HE IS not sure himself that he still has the legs for it. “Around here I still feel about 56 from here up,” said Sandy Lyle pointing to his waist. “But down there I’m about 80 at the moment.”
The 1988 winner, who finished joint-44th at this year’s Masters, was speaking just as 50-year-old Spaniard Miguel Angel Jimenez had teed off only four shots behind the joint leaders, Bubba Watson and Jordan Spieth, heading into the final round of the 78th Masters.
He had just noticed when signing for his final-round score – a one-over-par 73 that included a crystal-winning eagle-3 at the 13th – that Germany’s Bernhard Langer, the same age as him, had started birdie-eagle.
A few groups behind, Fred Couples was also having another memorable Masters. The 54-year-old’s presence on the leaderboard here almost seems as certain a feature as those azaleas coming out in full bloom for the season’s opening major.
Can somebody in their 50s beat the young guns like Spieth one day to claim the Green Jacket? “It’s all very well getting up there,” observed Lyle, the winner in 1988. “But, when you find out, ‘well, it’s me, I’m the one that could maybe pull it off here’, that’s a different matter.
“For me, it doesn’t get any easier physically as well. My legs are sort of hanging in there. It gets to you physically. The mental side can also fade away, if you’re not careful.”
Lyle’s final round on this visit up Magnolia Lane was his 100th in the event. There was no special treatment, though, on the first tee. “Fore please, Sandy Lyle now driving,” was all he got from the starter – exactly the same as everyone else. He acknowledged the ripple of applause with a wave of his driver. Mainly thanks to his win here – and even more so probably for that iconic Masters moment as he hit a career-best 7-iron out of a bunker at the 18th – Lyle is still a recognised figure on this side of the Atlantic.
The fans nestled up on the right side of the 13th fairway let out an early roar yesterday as he holed a decent-sized putt for that eagle. It’s a tradition of the event that they are rewarded with crystal goblets.
“I just asked them if they’re still doing any crystal, because it’s been a long time since I got any,” said Lyle, smiling. Asked where he kept them, he added: “I use them!” It was a rare one for him at the 13th. “I’d say I’ve roughly had eight in the 100 rounds and most have been made on No 8.”
Lyle’s closing effort left him on nine-over – three more than compatriot Stephen Gallacher. “It was a little bit of this, a little bit of that,” he said. “It was another roller-coaster day but 73 is still tidy around here at the age of 56.”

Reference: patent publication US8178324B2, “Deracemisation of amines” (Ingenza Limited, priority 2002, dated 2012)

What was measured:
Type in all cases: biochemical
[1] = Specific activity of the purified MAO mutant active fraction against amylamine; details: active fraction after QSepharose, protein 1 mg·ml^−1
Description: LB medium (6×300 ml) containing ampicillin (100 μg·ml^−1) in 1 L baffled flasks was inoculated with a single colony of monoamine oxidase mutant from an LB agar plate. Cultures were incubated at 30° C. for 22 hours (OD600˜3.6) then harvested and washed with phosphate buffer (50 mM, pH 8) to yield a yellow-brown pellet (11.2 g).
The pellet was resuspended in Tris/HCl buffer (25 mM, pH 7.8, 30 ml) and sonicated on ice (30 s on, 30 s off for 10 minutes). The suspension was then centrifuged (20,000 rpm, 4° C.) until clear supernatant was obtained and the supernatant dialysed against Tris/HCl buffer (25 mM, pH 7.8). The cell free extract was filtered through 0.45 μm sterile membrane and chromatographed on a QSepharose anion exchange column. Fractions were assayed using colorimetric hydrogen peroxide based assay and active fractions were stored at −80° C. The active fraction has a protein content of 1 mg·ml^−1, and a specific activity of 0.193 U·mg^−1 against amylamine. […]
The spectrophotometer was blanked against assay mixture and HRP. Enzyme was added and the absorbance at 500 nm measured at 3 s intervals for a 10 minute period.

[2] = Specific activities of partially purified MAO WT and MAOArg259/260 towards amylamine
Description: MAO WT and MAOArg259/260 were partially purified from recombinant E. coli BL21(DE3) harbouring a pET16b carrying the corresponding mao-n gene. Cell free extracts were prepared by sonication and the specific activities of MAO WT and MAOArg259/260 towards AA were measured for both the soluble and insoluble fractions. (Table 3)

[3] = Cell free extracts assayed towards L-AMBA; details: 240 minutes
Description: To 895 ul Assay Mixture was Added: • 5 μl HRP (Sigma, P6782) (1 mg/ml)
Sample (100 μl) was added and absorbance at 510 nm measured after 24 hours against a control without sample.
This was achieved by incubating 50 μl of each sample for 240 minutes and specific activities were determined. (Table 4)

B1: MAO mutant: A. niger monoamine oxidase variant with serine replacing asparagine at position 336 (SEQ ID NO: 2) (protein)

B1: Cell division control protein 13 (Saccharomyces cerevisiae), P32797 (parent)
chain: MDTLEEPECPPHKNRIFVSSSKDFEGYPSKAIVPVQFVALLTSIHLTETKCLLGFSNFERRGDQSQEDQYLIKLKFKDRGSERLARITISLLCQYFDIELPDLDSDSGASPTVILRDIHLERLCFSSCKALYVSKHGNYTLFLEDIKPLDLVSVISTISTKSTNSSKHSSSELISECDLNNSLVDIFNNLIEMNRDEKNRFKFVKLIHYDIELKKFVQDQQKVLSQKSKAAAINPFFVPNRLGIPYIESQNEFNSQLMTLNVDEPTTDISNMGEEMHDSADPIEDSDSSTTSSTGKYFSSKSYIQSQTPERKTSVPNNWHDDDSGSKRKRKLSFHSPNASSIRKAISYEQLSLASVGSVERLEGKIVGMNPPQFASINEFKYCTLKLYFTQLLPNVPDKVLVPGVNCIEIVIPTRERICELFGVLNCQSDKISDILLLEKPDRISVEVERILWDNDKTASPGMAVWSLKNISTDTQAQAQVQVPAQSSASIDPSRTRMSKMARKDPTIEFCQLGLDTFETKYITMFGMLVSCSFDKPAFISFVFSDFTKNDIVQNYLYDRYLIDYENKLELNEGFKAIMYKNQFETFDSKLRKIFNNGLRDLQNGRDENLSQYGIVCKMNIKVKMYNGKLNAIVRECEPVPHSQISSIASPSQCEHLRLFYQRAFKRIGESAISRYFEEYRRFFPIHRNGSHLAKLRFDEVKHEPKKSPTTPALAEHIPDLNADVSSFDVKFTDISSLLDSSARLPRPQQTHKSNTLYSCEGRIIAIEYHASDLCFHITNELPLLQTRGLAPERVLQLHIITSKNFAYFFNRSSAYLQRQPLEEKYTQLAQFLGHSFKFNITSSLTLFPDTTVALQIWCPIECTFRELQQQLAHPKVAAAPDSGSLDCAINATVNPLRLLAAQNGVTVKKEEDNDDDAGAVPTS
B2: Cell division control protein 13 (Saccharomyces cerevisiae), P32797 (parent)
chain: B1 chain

Lyle is staying on in Georgia to play in this week’s Champions Tour event in Duluth. Colin Montgomerie, who was working here for Sky Sports, is also heading there; Jimenez, too, for his over-50s debut.
“It’s no gravy train, I can tell you,” he said of his bread and butter work these days. “I’ve been out there five years now and had not that many top 10s. I’ve been playing reasonable golf, but the other boys are playing better golf right now.”
While it was hardly an earth-shattering admission, Lyle said he doesn’t think he is going to be asked to be part of Paul McGinley’s backroom team for the Ryder Cup at Gleneagles.
“I doubt it,” he said. “I’m out of touch a lot of times with European golf and what McGinley does on a weekly basis. He’s made no effort to say, ‘if you’re thinking you’re a possible, just don’t worry about it’. I don’t blame him as it’s up to him. But, if he wants some help, then I’ll be there.”
If not in an official capacity, the man who lives around 40 miles away from the PGA Centenary Course at Balquhidder will be content to be involved in another way as the Ryder Cup is staged in Scotland for the first time since 1973. “When you’re close by, as I am, I think I’ll still be in the corporate side of it,” he said. “Playing a few rounds of golf somewhere else and entertaining somebody and maybe passing on the life experiences of Ryder Cups. There’s always something and it would be a shame to let it slide past you.”
After nine holes in the final round, an old hand was leading the way from the young gun. Level at the start with Spieth, 2012 winner Bubba Watson was two shots behind the 20-year-old after seven holes.
He was two ahead, though, heading for the tenth tee after he recorded back-to-back birdies against the brace of bogeys that went down on Spieth’s card as his bid to become the event’s youngest winner suffered a dent.